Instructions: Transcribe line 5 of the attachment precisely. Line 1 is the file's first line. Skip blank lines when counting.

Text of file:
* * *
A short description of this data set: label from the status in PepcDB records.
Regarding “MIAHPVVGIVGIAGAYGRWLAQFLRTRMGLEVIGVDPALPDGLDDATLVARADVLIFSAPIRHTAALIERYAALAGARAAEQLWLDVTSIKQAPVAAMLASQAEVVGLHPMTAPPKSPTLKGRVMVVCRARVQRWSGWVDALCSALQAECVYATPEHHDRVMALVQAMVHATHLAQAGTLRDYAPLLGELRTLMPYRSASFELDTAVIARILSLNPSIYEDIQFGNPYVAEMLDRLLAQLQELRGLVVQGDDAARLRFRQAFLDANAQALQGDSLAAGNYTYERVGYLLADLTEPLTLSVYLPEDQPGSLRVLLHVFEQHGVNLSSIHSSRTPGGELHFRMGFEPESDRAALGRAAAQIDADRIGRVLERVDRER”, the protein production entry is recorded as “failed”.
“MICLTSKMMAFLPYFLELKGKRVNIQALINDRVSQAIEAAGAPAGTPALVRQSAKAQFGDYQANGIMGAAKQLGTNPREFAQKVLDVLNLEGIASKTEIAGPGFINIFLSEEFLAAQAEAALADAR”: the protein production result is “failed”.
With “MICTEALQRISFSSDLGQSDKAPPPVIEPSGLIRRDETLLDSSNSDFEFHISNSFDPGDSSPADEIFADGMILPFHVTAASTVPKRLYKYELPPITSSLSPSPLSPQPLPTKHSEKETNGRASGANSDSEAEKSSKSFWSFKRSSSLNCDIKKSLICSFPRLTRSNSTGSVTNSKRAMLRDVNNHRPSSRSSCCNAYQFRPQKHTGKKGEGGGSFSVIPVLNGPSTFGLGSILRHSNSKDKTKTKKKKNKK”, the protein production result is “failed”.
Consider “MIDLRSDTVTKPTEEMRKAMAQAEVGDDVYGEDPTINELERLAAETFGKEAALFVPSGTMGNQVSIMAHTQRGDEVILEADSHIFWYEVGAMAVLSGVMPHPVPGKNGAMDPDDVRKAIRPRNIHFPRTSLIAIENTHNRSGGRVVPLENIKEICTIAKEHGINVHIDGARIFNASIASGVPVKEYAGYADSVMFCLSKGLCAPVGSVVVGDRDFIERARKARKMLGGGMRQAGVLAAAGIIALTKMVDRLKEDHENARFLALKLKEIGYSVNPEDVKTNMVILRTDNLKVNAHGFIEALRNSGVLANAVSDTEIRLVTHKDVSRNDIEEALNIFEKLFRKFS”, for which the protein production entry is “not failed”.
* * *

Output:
Consider “MIDLRSDTVTKPTEEMRKAMAQAEVGDDVYGEDPTINELERLAAETFGKEAALFVPSGTMGNQVSIMAHTQRGDEVILEADSHIFWYEVGAMAVLSGVMPHPVPGKNGAMDPDDVRKAIRPRNIHFPRTSLIAIENTHNRSGGRVVPLENIKEICTIAKEHGINVHIDGARIFNASIASGVPVKEYAGYADSVMFCLSKGLCAPVGSVVVGDRDFIERARKARKMLGGGMRQAGVLAAAGIIALTKMVDRLKEDHENARFLALKLKEIGYSVNPEDVKTNMVILRTDNLKVNAHGFIEALRNSGVLANAVSDTEIRLVTHKDVSRNDIEEALNIFEKLFRKFS”, for which the protein production entry is “not failed”.